Wednesday, December 2, 2009

Release the emotional stampede: raisins and the mentally fit cyclist

New research indicates loneliness is contagious; I'm definitely not leaving the house now. Don't worry, though, because happiness is also contagious. Your chipper waitress whose name is Tammy! and writes it on your paper table"cloth" and asks how she can annoy the living shit out of you? Yeah, Harvard says its contagious: "What we are dealing with is an emotional stampede," says one researcher. In related news, a sex therapist is trying to release an emotional stampede in women's erogenous zones by having them touch raisins.

Tonny Robbins told you this years ago, as did Hamlet: there is neither good nor bad but thinking makes it so.

Although's Toolbox is among my favorites (Stephen Cheung's work is especially exceptional), I've come to despise the work of Marvin Zauderer. Marvin, a psychologist, urges us on with annoyingly meaningless imperitives:
"Stress and its siblings contribute not only to negative self-talk, but to unpleasant sensations and images, distraction, errors, avoidance, and energy loss."
"Sadness is certainly a normal part of life, but be on the lookout for sadness that’s prolonged or seemingly serious; it could be one of the many signs of depression."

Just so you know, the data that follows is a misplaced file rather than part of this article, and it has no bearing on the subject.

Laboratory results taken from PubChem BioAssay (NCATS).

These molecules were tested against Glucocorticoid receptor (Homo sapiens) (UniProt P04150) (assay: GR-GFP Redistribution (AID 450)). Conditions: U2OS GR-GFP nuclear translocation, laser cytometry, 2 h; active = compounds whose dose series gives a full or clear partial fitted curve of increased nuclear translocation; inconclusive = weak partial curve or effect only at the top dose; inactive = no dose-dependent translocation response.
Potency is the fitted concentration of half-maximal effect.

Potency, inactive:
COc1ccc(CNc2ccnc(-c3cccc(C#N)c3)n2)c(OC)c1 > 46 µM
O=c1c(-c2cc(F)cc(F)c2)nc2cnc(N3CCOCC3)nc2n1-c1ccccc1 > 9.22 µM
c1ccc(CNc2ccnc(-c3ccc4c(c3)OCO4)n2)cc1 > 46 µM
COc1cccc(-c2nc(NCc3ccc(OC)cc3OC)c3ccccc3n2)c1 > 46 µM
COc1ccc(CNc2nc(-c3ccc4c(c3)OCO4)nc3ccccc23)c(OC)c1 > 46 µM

"When you’re sitting, standing, or walking, practice paying attention to the contact of your feet (or shoes) with the ground."
"In contrast to other animals – although I suspect our cat, Whizzy, would disagree – we human beings have the unique ability to be self-aware: to reflect on our moment-to-moment experience."

Some of the inanity of Zaudererism is the inanity of all psychological advice--point out the obvious. We do not need a man with a cat named Whizzy to point out that sadness is related to depression and that stress can impair our ability to function. At least give us a raisin to stroke.

Therapy doesn't work in a column because it is necessarily concrete, face-to-face. The power of therapy is the power of concrete things to release the emotional stampede. It's peer pressure. As silly as it seems to inspire arousal in women by sitting them in a circle, handing them a raisin and telling them to tell themselves they're sexual, it's a hell of a lot more effective than telling us to be self-aware.

This is exactly what evangelists like Benny Hinn recognize. Nothing like a body hitting the floor to inspire change.

If you want to become stronger as a cyclist but don't want to get thrown to the ground or sit around in a circle stroking raisins, there's hope. Strong cycling is contagious. Ride with strong riders; I guarantee you'll catch the emotional stampede.